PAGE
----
Are some of the Metro Park bison expecting?

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Photo courtesy of Metro Parks/Karl Hassel There’s a good chance one or more bison at Battelle Darby Creek Metro Park are pregnant. That could mean baby bison will join the herd sometime this summer.
Photo courtesy of Metro Parks/Karl Hassel
There’s a good chance one or more bison at Battelle Darby Creek Metro Park are pregnant. That could mean baby bison will join the herd sometime this summer.

By Amanda Amsel, Staff Writer

Staffers at Battelle Darby Creek Metro Park are hopeful that at least one of the females in their bison herd will give birth this spring or summer.

A veterinarian specializing in large animals is due to visit the herd in coming weeks. A pregnancy check will be done at that time.    

The park is home to seven bison, including one male introduced to the herd in August of last year. The females have been at the park since 2011.

 “There has been some behavior by the male that would indicate he has impregnated some of the females,” said Ricardo Granados, a park naturalist. “The male has separated each of the females from the rest of the herd at one time or another and has not let allowed them to interact with anyone. This is done when a male impregnates a female.” Such behavior doesn’t ensure pregnancy, but is a good sign.

Even though mating season is typically from late June through September, park staffers believe their male may have mated with the females into late October.

“Bison are pregnant for nine and a half months, so if any of the females are pregnant they could have calves between June and August,” Granados said.

Other than the male’s behavior, it is difficult to tell if a female is pregnant without a veterinarian’s exam. Because bison are massive animals, weight gain is hard to detect and, because they chew their cud lying down, lethargy isn’t a fail-proof indicator.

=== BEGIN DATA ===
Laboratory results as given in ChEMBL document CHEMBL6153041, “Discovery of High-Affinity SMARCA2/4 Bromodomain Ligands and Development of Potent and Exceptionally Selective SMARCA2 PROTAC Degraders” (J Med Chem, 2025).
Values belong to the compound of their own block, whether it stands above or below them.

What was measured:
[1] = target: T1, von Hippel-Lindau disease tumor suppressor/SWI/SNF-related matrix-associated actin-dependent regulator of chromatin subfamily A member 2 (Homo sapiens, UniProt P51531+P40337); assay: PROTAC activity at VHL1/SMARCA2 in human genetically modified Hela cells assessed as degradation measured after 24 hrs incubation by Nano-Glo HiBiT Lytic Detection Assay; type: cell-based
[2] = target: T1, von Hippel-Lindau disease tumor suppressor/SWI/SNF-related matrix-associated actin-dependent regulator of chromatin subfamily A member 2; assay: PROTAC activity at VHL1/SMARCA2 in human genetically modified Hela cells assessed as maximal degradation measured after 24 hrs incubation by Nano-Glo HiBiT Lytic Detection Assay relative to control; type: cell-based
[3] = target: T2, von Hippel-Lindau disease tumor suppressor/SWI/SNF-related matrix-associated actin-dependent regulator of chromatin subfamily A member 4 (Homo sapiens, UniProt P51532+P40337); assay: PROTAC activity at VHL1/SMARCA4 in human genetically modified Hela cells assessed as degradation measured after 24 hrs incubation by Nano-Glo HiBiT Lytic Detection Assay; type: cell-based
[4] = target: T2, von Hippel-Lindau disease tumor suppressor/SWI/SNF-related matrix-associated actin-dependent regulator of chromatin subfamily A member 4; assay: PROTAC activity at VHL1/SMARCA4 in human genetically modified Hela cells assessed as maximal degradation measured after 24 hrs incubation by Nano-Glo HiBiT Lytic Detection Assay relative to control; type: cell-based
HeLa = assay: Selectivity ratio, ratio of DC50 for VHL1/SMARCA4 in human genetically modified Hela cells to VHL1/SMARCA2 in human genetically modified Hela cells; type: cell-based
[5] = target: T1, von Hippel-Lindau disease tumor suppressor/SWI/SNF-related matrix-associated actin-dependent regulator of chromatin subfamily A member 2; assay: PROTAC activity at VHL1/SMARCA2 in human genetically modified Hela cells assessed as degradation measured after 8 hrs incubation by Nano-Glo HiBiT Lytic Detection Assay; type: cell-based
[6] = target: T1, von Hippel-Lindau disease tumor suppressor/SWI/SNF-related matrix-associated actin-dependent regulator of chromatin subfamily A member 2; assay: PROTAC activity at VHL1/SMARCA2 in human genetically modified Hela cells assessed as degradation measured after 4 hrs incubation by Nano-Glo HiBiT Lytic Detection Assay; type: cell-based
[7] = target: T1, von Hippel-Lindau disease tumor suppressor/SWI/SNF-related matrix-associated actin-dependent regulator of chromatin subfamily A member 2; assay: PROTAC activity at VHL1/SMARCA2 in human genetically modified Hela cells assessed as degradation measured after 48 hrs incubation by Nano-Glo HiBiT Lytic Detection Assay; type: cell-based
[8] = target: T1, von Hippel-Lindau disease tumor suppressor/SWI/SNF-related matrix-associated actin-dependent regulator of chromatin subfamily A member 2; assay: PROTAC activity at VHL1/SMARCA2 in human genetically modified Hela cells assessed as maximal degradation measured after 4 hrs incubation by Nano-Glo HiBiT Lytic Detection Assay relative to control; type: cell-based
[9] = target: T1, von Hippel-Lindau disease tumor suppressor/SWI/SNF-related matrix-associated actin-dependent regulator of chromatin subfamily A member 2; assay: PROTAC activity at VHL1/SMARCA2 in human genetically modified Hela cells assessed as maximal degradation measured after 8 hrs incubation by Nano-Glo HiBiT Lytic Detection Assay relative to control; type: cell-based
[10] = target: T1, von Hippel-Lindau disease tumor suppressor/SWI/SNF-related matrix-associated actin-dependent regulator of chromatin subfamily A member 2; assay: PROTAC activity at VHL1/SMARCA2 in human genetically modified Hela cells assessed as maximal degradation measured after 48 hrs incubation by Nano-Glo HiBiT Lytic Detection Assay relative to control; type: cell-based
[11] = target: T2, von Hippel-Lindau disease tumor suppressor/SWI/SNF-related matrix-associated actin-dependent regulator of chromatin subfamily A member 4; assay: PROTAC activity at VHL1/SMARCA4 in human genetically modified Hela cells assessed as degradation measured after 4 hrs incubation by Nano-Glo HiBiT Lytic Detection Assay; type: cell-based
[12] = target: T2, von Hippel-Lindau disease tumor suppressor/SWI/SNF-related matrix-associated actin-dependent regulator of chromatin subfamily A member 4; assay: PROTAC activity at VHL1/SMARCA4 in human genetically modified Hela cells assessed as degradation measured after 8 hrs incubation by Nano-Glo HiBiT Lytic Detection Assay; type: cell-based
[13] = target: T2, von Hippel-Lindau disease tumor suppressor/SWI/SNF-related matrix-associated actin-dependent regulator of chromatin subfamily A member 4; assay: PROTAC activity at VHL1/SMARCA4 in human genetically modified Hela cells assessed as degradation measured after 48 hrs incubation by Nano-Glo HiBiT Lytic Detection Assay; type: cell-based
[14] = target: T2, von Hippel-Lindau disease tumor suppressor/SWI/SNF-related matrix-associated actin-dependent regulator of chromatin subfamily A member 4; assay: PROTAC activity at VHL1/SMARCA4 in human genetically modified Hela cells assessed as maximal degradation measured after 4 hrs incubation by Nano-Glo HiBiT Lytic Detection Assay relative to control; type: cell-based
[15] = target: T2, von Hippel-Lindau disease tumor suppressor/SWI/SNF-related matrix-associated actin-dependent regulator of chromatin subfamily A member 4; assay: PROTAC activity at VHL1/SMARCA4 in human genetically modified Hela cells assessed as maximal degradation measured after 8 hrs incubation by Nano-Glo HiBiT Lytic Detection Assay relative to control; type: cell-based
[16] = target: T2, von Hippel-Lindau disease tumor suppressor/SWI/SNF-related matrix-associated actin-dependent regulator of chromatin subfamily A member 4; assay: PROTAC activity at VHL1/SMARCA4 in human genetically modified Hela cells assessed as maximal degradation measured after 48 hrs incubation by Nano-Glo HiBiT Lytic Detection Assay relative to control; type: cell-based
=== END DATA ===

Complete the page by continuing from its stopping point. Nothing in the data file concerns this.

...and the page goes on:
“These females can weigh up to 1,000 pounds, so it is hard to look at them and tell if they are pregnant,” said Peg Hanley, Metro Parks spokesperson. “Our largest female is actually larger than the male, if that tells you anything.”

Photo courtesy of Metro Parks Battelle Darby Creek Metro Park visitors are invited to guess how many baby bison will be born at the park this summer. The guessing game jars are set up at the Nature Center.
Photo courtesy of Metro Parks
Battelle Darby Creek Metro Park visitors are invited to guess how many baby bison will be born at the park this summer. The guessing game jars are set up at the Nature Center.

This spring, the veterinarian will check to see that the bison are in general good health and look for visual signs that the females are pregnant.

“If they still can’t determine if they are pregnant, they will do a blood analysis,” Granados said.

Should one or more of the females be pregnant, park staffers will let nature take its course and try not to interfere when it comes time for labor and delivery.

 “We try to remain as hands off as possible,” Granados said. “The only time we step in is during emergency situations. If some-thing goes wrong, we have a system in place and can help.”

Calves weigh 35 to 50 pounds at birth. By the time they are 6 months old, they can weigh as much as 350 pounds.

After birth, a calf stays close to its mother until it is old enough to go out on its own. If it is a female, when it gets older, it will stay with other females while the males tend to be loners.

In anticipation of baby bison, staff at Battelle Darby Creek Metro Park are holding a guessing game. Seven jars, numbered zero through six, sit on a table at the Nature Center. Part visitors are invited to drop a bead in the jar that corresponds to the number of bison they guess will be born this year. Those who turn out to be correct win bragging rights.

Battelle Darby Creek Metro Park is located at 1775 Darby Creek Drive, Galloway. Take Route 40 east out of West Jefferson, turn right on Darby Creek Drive and proceed approximately three miles. The entrance to the nature center is on the right at 1415 Darby Creek Drive, followed a short distance away by the main park entrance, also on the right. For more information, go to www.metroparks.net.

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